Messages in Bottle project with Hospiscare

Our publicly engaged research fellow Michael Flexer talks about the work we’ve been doing with Hospiscare

How we started working with Hospiscare

The Waiting Times PIs – Professor Laura Salisbury (Exeter) and Professor Lisa Baraitser (Birkbeck) – had already begun discussions with Dr Jim Gilbert at the Hospiscare day hospice based at the Royal Devon and Exeter Hospital prior to making a funding application to the Wellcome, so the connection was already in place when I joined the project.  We consulted with Dr Gilbert and with Maggie Draper, one of the directors of Hospiscare.  During our consultation, we were keen to discover what needs and interests Hospiscare had.  We didn’t want the ‘engagement’ to be a one-sided servicing of our research requirements.  In these consultations, we discovered that Hospiscare had a need for workshops and activities at their day hospice at Honiton, and that the charity itself was keen to develop some case studies of their service-users and their wider community to use for fundraising and awareness campaigns.  Similarly, Maggie explained that they had a variety of visiting events and workshops for service-users and would be really keen to try out a storytelling programme.

From the outset, Jim and Maggie were very supportive and enthusiastic.  They were open to discovering whether a collaboration with Waiting Times could be of mutual benefit to Hospiscare, its service users and our researchers.  After consulting at this level within Hospiscare, we moved to a series of consultations with staff at the Honiton day hospice, including nurses, professional carers and managers.  Together with Hospiscare staff, we workshopped ideas for our engagement – a process that was equal parts humbling and instructive regarding our understanding of the demands and capabilities of the potential participants.  These consultations and discussions were vital to aligning our interests and building a shared set of goals and aspirations for the work, and set us up for a successful partnership.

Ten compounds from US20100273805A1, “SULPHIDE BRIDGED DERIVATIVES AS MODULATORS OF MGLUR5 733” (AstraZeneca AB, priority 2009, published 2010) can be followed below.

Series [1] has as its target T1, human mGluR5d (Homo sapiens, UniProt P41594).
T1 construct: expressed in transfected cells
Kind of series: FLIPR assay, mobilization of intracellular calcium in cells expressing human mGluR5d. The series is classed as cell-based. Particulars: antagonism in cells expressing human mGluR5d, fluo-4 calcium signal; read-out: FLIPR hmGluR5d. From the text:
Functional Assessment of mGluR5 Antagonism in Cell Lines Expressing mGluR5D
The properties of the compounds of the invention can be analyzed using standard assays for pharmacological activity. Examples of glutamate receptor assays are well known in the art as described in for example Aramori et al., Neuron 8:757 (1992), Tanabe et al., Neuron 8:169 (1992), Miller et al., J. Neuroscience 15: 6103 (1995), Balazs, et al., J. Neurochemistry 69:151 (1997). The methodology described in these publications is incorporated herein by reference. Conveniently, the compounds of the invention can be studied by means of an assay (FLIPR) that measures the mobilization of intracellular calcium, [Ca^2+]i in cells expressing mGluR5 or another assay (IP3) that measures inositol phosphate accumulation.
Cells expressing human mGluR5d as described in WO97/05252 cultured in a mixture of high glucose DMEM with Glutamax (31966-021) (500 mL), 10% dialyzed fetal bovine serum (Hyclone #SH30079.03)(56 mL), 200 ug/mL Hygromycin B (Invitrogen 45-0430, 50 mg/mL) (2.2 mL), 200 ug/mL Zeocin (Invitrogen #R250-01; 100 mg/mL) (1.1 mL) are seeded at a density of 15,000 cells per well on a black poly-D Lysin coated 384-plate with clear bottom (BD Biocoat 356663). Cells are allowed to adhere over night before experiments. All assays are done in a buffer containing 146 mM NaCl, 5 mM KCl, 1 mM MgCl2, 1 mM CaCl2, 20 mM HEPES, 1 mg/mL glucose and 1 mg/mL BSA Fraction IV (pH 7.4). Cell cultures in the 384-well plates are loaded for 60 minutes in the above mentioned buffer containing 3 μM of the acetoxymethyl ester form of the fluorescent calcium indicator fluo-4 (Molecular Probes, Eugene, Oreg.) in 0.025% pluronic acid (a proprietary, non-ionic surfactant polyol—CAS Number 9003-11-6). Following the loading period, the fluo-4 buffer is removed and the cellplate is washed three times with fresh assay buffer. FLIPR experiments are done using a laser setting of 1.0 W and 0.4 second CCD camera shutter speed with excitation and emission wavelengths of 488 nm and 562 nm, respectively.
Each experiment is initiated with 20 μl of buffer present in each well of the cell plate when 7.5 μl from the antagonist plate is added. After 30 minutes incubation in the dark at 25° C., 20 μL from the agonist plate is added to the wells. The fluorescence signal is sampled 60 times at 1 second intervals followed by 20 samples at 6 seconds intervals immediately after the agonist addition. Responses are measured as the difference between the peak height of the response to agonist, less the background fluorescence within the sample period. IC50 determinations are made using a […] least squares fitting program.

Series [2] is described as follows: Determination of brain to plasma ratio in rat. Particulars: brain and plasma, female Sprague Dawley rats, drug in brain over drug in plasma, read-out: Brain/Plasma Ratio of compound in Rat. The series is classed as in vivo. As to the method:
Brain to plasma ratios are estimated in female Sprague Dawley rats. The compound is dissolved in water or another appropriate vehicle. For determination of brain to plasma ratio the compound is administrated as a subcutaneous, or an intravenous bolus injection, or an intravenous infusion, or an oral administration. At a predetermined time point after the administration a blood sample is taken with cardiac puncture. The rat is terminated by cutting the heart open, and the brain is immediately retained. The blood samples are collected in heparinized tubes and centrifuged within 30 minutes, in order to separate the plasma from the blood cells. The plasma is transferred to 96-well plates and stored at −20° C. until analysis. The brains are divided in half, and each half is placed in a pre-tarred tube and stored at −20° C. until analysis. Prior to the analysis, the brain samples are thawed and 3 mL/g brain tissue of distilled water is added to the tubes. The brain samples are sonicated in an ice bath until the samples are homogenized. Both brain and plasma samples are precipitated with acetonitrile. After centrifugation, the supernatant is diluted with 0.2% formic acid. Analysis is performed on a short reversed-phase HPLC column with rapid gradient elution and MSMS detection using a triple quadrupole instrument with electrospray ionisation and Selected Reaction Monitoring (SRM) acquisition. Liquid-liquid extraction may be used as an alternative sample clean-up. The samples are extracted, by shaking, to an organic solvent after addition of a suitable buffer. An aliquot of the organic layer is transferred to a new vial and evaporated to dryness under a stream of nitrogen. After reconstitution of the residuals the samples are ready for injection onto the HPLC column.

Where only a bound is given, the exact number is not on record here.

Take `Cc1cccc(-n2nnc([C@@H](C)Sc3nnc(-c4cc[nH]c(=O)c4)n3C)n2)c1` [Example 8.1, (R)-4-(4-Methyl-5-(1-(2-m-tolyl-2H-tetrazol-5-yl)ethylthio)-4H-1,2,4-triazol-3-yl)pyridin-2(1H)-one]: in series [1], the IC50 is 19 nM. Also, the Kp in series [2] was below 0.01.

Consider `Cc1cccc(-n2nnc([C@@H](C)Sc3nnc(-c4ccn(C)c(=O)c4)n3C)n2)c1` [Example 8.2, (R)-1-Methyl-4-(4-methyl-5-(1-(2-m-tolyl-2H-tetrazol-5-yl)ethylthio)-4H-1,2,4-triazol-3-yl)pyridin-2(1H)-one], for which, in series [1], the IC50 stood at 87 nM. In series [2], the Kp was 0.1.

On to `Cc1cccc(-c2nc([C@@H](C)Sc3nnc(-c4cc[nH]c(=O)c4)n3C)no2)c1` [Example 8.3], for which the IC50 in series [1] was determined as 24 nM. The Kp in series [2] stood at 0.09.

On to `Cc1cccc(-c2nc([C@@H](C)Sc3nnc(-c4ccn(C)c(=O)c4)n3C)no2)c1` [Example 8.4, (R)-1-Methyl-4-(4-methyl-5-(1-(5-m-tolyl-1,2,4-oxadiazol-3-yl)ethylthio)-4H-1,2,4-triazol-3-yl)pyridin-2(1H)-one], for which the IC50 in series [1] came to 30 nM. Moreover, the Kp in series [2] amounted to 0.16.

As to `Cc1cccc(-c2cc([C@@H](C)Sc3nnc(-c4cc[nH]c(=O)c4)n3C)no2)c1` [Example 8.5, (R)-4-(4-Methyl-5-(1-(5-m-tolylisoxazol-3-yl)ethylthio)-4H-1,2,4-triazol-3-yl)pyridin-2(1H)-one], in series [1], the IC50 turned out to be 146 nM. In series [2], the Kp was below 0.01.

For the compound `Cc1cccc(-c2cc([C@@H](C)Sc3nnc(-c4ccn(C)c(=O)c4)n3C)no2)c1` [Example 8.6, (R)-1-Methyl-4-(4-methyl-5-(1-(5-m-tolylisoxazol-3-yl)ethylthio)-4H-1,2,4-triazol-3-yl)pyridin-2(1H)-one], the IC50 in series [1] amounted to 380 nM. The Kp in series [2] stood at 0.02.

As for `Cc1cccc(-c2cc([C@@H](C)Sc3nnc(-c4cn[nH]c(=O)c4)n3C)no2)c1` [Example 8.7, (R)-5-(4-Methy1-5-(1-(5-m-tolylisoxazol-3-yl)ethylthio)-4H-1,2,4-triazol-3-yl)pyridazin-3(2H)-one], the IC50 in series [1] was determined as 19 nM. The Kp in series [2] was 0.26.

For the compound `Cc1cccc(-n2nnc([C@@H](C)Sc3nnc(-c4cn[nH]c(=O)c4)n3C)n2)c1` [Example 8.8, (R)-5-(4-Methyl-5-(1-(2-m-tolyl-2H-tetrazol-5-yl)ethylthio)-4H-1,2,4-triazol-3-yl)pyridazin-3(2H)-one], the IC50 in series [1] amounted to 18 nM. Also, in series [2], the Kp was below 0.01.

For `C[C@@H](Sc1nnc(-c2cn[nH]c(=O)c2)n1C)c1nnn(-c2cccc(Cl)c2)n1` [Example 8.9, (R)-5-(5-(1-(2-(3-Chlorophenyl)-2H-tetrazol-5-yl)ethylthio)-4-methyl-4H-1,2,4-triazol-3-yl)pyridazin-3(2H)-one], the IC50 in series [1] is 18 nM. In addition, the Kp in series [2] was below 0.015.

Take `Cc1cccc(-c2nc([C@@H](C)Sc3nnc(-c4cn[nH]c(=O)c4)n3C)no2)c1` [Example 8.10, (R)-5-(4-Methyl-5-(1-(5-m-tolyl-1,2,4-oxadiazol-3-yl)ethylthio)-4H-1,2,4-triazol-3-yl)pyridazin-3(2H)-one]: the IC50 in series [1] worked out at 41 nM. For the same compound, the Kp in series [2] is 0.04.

The ordering concept of the Messages in Bottles project was that we wanted to recognise and respect that our service-user partners were most likely at a moment in their life when they couldn’t reasonably project themselves into the future with any certainty.  By working with them to enable them to send out a message (or messages, as it turned out!) to a different time and place and into the life of a reader (or readers) outside their own situation and moment, we thought we’d be offering them a projection of themselves into a future which otherwise wouldn’t include them.

“I am sending this message to a friend on a desert island.  Someone I have not seen for a long time.  They are in the past, and I think of him at all times.”

What we did

Kelechi Anucha (Exeter) and I worked on three series of story sharing workshops at the hospice over the year from October 2018.

The hospice has two separate sessions of service-users, one on Tuesdays and one on Thursdays.  Additionally, the hospice runs an open, drop-in café session on Wednesdays, for people without referrals to the service, but who comprise the broader day hospice community, including volunteers, carers, the bereaved of former service-users and those potentially interested in becoming service-users.

This first series of workshops was with the Tuesday service-user group of eight (although one service-user dropped out due to poor health), in October and November 2018.  The workshops were semi-structured and were devised (and re-worked) on an ongoing basis in dialogue with the participants.  All decisions about how to tell stories, how to share them and how to manage the workshops were made through discussion and negotiation within the sessions.  We would come into the sessions with some prompts and stimuli for reflection and exploration, but we avoided having a prescriptive, deterministic sense of what these prompts should produce or what stories people ought to tell.  In every sense and at every possible moment, the sessions were being co-created and co-structured by all participants, and sessions began and ended with open discussions about the direction we might want to take both for that session and over the entire course of the work.